Arab businesses, Israeli banks: A test of coexistence
If the i’s aren’t dotted and t’s crossed, businesses won’t get needed funds, says a veteran business consultant
Israeli Arab businessmen should focus on making the details of their proposals meet Western standards, an Israeli business consultant says.
If there’s anything holding back Israeli Arab entrepreneurs from getting ahead, it’s culture, not racism, according to Zev Hershkowitz, CEO of Nihul Neto, an Israeli business consulting firm. “Banks won’t lend to businesses that don’t conform to the strictures and structures of fiscal reporting, keeping proper sets of books, and so on. Traditionally, many businesses in the Arab sector have not maintained these standards. In addition, Arab culture in Israel includes features that make bankers think twice.”
Hershkowitz spoke at a conference on Israeli Arab entrepreneurship sponsored by the Economy Ministry’s chief scientist’s office held Tuesday in Nazareth. At the conference, Chief Scientist Avi Hasson announced government programs to fund Israeli Arab businesses. Hasson’s office plans to provide up to 85 percent of the budget for research projects, especially in the tech sector. Combined with existing programs for Israeli Arab businesses, the state is set to provide entrepreneurs with many resources, Hasson said.
“We need you in the Israeli economy,” Hasson told an audience of about 500, many of them Israeli Arab business owners. “We have a lot of programs and we are willing to listen, to adjust them to your needs. We may do a bad job of publicizing them, but these programs are here. Use them.”
The State Loan Guarantee Fund, run by Israel’s Small Businesses Administration, is one such program. The fund guarantees up to 80% of loans taken out at private banks by qualified businesses. The guarantees are designed to ensure access to funds even to businesses that are not credit-worthy.
Even with these guarantees, some banks are reluctant to give loans to Israeli Arab-owned businesses, Hershkowitz said. “I had one banker telling me that she wouldn’t even give loans to Israeli Arabs who were willing to put up their own homes as collateral for a loan. ‘What happens if I try to foreclose on a home in a village for non-payment of a loan, and the village residents band together to keep me out?’ she told me. She believes there is no way she could collect even on the collateral they are willing to provide because her agent will be run out of town by the extended family and, in many cases, she is probably right.”
Israeli banks didn’t invent the world banking system, where success is based on conforming to international standards and requiring customers to do the same. “That means coming up with a business plan, transparent books, tax forms, and that is what we do for our clients,” said Hershkowitz.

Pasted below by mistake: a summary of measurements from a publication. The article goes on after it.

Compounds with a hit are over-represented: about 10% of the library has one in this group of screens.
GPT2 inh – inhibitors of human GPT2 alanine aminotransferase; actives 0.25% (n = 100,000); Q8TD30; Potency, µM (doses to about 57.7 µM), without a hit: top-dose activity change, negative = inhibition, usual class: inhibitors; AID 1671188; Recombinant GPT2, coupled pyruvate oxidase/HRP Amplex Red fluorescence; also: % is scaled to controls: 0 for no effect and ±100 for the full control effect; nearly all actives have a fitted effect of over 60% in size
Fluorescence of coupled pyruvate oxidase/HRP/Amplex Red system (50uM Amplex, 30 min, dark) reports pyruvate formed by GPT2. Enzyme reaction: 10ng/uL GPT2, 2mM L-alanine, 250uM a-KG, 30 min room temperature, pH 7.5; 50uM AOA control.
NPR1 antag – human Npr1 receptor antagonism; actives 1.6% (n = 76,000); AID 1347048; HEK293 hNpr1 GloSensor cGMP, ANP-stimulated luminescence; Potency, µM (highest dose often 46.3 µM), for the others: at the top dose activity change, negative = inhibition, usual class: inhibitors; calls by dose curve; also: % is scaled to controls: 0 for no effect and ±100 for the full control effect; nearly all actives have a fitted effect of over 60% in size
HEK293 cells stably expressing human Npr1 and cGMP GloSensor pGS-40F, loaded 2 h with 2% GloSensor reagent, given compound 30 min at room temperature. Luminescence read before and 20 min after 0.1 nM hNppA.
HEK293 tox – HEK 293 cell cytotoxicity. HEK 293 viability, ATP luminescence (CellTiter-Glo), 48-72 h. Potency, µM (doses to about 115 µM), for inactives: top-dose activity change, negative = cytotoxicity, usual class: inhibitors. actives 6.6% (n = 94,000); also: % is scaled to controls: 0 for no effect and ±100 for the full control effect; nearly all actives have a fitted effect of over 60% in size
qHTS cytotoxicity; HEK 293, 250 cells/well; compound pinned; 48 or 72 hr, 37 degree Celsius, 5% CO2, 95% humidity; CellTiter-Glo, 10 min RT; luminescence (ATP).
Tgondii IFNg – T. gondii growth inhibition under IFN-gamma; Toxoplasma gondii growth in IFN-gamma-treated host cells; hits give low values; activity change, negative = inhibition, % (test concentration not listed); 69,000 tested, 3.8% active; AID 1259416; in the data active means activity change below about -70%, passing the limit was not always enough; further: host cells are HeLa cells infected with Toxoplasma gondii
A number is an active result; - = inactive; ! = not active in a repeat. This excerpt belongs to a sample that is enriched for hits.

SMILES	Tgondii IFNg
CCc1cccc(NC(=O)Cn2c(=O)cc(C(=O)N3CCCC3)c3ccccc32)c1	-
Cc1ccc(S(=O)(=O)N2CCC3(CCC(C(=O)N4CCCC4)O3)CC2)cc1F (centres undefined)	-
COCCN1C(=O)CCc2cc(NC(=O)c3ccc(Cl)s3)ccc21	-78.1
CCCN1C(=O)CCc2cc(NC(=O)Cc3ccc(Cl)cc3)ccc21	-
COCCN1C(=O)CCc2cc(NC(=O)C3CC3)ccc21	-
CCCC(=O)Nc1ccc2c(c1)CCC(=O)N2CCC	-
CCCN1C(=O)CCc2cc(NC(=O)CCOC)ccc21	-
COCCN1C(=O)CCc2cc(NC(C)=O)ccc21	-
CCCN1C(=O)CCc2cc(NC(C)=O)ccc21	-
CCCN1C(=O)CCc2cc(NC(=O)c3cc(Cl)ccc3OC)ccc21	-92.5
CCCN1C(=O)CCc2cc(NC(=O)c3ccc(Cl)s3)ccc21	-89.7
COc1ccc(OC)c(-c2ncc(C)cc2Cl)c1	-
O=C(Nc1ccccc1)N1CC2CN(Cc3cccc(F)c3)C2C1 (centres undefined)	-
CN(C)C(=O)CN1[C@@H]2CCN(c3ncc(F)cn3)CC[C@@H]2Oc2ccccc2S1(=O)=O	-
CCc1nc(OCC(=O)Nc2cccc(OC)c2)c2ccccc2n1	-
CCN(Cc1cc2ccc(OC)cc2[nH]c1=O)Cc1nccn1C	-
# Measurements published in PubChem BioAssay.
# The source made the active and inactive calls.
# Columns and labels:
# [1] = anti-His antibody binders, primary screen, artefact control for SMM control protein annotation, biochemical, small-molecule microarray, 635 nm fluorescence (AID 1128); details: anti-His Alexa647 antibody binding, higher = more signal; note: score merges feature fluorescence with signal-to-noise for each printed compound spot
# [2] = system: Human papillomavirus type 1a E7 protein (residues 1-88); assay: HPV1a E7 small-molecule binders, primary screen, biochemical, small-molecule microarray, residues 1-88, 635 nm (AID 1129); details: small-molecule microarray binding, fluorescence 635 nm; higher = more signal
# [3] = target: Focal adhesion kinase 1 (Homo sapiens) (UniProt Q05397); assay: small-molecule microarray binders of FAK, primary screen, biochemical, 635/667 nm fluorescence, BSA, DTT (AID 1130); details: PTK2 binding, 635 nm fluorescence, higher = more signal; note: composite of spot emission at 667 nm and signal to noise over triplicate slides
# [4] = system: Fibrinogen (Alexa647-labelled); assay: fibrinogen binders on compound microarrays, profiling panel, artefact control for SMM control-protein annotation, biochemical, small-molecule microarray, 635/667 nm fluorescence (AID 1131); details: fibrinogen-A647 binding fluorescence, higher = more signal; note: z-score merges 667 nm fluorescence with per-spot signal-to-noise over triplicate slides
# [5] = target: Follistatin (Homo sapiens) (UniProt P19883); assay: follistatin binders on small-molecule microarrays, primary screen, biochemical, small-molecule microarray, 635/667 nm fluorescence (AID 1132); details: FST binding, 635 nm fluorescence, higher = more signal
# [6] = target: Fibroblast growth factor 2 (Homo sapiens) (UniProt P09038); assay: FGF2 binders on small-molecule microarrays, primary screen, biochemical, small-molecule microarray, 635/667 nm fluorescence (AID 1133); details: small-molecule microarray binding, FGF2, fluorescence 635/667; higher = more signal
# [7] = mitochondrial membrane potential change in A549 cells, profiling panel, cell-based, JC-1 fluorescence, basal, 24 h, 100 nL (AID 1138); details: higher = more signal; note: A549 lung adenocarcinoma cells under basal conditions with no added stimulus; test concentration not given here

Nihul Neto, headquartered in Petah Tikva, is not the largest business consulting firm in Israel, but it has worked with many Israeli Arabs, helping to Westernize their operations. The firm works with businesses to help them qualify for loans, meet investors and modernize their business practices. “Many of the people running these businesses are smart and savvy, but, until they adopt Western standards, they are only going to go so far,” said Yaniv Cohen, Nihul Neto’s credit director.
“Very often business owners tell us they are doing very well in their villages or towns, but they have no way of expanding because they can’t get loans. They can’t break through that glass ceiling, not because they are not competent, but because they don’t have properly written business plans, directives, insurance and other things banks look for before granting loans. We help them develop themselves and reshape their businesses into the standard mold,” Cohen said.
If businesses with “Eastern” methods and practices want to partake of the West’s financial bounty, they need to update themselves, Hershkowitz said. In the Arab sector, with its traditional way of doing things, that is often a great challenge. “One of the things we do is help convince businesses that they need someone who knows the law and the principles of accounting and banking as chief financial officer.
“Many businesses in the Arab sector are family affairs, with the father or grandfather, of course, in charge of the money. But he is generally not educated in Western mores, and is not the best person in the family to be doing that job. For a patriarch to give up control of the money is a very difficult thing to do, but often there is no choice,” Hershkowitz said. The fact that family is the primary employment pool for many of these businesses means that along with work issues, Hershkowitz has to deal with family politics. “Often we are as much psychologists and social workers as we are business managers, because we have to help work out family feuds on who is going to be in charge of what.”
The cultural gap is wide, but things are changing. “Especially in recent years, we have gotten a lot of inquiries for assistance in Westernizing businesses in the Arab sector. They realize that the world is changing, and they are willing to make compromises on how businesses are run that would have been unthinkable just ten years ago,” said Hershkowitz.
For its part, the banking establishment will have to get used to doing business with a sector that always viewed itself, and was viewed as, the “other.” Just as the government is determined to integrate Israeli Arabs into the economy, so the private sector has to as well. “We really don’t have a choice,” Hershkowitz said. “The ‘legacy’ populations of Europeans and Mizrachi Jews have realized themselves in Israel’s economy, and there is not much further they can go. But among Arabs, and Haredi Israelis as well, there is much progress that needs to be made. If we expect the economy to continue to grow, we have no choice but to welcome these groups into modern Israel, as they themselves modernize their approach.”